- - Wednesday, September 12, 2012


When I came to Washington with 86 other freshman Republicans, I had a clear mission: Cut spending, eliminate red tape and roll back the size and scope of the federal government. Putting government back into the constitutional box our Founding Fathers created is part and parcel of that mission. Whatever other spending we cut, we must continue to ensure our country is defended from enemies, both foreign and domestic. Quickly passing the five-year extension of the Foreign Intelligence Surveillance Act (FISA) amendments is an integral aspect of that effort.

I became acquainted with the Foreign Intelligence Surveillance Act during my time in the U.S. Army and at Harvard Law School. I quickly learned that the information gathered under FISA is essential for the security of every soldier and the American people. The 2008-passed FISA amendments, which simply reassert the intention of the original 1978 FISA law, properly empower the intelligence community to hunt foreign terrorists while protecting the civil liberties of every American.

The FISA amendments ensure that our intelligence officers don’t have to gain individualized court approval — based on showing probable cause — to effectively and efficiently monitor foreign terrorists. Unlike the often controversial Patriot Act, the FISA amendments only pertain to intelligence efforts against foreigners in foreign lands. The civil liberties of Americans are protected in this act by requiring individualized court approval to target any Americans — regardless of whether they are here in America or overseas.

The world has changed. Threats that once were capable only of being posed by monolithic nation-states with advanced weapons are now spread across the globe by rogue states and terror cells on a mission to harm Americans. The same technological tools Americans use to create jobs and connect with one another are used by others to do harm to this nation. Widely available technology enables terrorists to change locations and communication devices faster than paperwork can be filled out and filed with the courts. This new reality demands that our intelligence community have the flexibility it needs to protect the American people, all within the parameters of proper oversight and constitutional protections.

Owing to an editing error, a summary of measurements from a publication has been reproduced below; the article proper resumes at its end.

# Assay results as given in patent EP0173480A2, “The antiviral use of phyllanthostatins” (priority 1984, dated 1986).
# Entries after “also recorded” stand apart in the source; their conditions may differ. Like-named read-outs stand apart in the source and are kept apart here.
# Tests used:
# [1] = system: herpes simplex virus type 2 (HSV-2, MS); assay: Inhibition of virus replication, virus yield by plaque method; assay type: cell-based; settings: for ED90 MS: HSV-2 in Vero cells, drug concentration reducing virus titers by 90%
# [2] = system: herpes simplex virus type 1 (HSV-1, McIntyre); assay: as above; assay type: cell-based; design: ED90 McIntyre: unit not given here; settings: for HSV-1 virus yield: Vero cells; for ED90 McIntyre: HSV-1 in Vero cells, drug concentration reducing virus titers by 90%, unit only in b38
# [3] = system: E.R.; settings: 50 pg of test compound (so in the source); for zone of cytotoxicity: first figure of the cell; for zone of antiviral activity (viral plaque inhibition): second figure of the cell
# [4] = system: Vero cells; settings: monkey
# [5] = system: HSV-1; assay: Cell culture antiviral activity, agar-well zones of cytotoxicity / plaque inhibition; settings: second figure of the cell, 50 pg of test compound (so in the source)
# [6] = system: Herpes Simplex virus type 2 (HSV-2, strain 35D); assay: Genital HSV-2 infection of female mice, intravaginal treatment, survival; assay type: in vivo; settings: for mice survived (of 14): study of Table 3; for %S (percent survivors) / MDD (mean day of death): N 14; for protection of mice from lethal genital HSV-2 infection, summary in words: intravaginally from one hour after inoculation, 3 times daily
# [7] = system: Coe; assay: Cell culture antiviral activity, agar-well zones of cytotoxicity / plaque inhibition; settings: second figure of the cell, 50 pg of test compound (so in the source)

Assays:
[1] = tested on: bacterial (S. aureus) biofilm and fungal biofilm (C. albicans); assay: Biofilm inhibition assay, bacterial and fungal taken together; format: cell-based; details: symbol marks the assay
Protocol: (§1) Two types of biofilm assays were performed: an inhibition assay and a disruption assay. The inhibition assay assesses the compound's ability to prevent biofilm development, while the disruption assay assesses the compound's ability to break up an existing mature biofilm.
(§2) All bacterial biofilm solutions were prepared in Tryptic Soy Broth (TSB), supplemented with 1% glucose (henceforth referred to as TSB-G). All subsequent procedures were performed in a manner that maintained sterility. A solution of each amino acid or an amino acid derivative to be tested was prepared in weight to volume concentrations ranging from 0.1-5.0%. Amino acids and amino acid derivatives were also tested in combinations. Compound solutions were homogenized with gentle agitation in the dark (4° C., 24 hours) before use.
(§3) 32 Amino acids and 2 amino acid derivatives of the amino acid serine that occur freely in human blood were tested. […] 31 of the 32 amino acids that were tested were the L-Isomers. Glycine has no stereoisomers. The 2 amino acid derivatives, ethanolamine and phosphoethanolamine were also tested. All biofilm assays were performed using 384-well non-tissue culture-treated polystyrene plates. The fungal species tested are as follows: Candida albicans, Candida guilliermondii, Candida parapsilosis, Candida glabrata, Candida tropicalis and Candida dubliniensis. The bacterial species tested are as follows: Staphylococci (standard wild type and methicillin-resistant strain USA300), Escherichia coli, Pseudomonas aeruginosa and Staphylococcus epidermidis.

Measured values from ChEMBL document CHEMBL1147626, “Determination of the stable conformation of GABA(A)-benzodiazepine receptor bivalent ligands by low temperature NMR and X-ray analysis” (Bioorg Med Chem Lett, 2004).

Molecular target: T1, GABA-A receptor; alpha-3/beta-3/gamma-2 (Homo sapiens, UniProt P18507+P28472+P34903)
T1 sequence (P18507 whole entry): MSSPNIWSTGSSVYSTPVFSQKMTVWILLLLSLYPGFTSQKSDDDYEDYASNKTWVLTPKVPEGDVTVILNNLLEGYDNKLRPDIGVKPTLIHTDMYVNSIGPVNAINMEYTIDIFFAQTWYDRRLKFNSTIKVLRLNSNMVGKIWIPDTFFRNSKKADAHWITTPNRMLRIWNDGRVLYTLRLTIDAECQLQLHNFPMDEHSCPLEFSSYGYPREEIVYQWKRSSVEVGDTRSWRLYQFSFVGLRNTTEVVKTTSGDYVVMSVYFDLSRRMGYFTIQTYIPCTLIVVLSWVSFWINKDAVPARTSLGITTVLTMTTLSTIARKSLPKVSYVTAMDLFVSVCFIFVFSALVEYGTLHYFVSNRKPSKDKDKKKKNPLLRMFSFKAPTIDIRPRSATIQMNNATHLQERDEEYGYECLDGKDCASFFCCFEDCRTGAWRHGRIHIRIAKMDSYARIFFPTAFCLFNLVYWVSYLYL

Requiring individualized court-approved search warrants for foreigners overseas is not only burdensome, it would hamstring our efforts. Then-Director of National Intelligence Adm. Mike McConnell stated that requiring such a warrant resulted in not collecting two-thirds of the foreign intelligence eligible for collection. Intelligence is the linchpin in protecting our military and homeland against foreign threats. Without accurate, reliable and timely intelligence, we would be less safe.

While the upcoming election casts an unfortunate partisan tint on almost every issue, I believe the House, Senate and White House can and should come together and pass a five-year extension of the FISA Amendment Act. Given support across the political spectrum, this may be one of the few opportunities for Washington to work together before November. The FISA process produces tremendous intelligence needed for our nation’s security, has bipartisan support, and fulfills Congress’ constitutional responsibility to protect and defend this nation. We owe it to the American people to act quickly.

Rep. Mike Pompeo is a Kansas Republican.



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